How this Guideline Helps OST Youth Program can support activities that promote physical activity and health for all children, including those with physical and mental impairment, to foster a lifelong enjoyment of activity. When a child is encouraged and supported in their physical activity, they are more likely to enjoy those experiences and continue to engage effectively in physical activity. It is vital that children are given positive exposure to physical activity in order to ensure lifelong healthy habits. This means that denial of physical activity should never be used as a behavioral management strategy—in fact, physical activity can act as an outlet for emotional stress and has been shown to increase mental functioning and academic achievement. OST programs also have the opportunity to show children of all abilities that there are productive ways to stay physically active.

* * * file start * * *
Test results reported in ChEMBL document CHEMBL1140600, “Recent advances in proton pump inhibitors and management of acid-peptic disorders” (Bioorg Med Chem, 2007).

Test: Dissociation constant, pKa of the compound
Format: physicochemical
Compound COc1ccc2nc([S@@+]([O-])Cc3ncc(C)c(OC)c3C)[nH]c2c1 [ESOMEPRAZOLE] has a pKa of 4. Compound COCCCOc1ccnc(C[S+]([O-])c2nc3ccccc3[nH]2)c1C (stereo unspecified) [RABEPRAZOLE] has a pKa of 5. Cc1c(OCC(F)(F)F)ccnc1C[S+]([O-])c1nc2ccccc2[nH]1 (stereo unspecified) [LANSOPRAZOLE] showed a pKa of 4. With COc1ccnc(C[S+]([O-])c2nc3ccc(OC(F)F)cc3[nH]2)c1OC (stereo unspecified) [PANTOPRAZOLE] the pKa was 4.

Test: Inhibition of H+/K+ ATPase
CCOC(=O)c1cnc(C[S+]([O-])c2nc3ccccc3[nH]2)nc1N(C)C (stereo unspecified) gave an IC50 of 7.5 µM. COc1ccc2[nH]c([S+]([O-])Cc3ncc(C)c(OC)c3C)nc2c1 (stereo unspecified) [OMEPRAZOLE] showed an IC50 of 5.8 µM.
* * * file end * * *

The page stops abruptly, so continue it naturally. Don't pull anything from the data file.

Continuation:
Tips for OST Programs to Promote Youth Enjoyment of Physical Activity ƒƒ Always give positive feedback. Even if it is “nice job,”, “great try,” or “good effort”. ƒƒ Work with children to understand their abilities and create enjoyable physical activities that are in line with their abilities. ƒƒ Be sure to include all children in physical activities—never single a child out. ƒƒ Stay positive about physical activity and always join in trying new activities. ƒƒ Never allow staff or other children to tease children about weight or physical ability. ƒƒ Make sure that all students participate, unless they have a note from a health care provider indicating otherwise. In situations where students don’t want to participate, assess alternatives that will engage them. ƒƒ Encourage youth to support and help each other. ƒƒ Use physical activity as a reward to reinforce positive behavior or celebrate group achievement, but never take physical activity away as punishment. ƒƒ Choose physical activity incentives that promote or reinforce positive health behaviors. ƒƒ Try to develop discipline strategies that are in line with what a student was doing wrong. ƒƒ Share these strategies with parents and caregivers to reinforce at home. Let them know you can address any concerns they have about their child’s opportunities to be physically active. ƒƒ Make sure youth are having fun!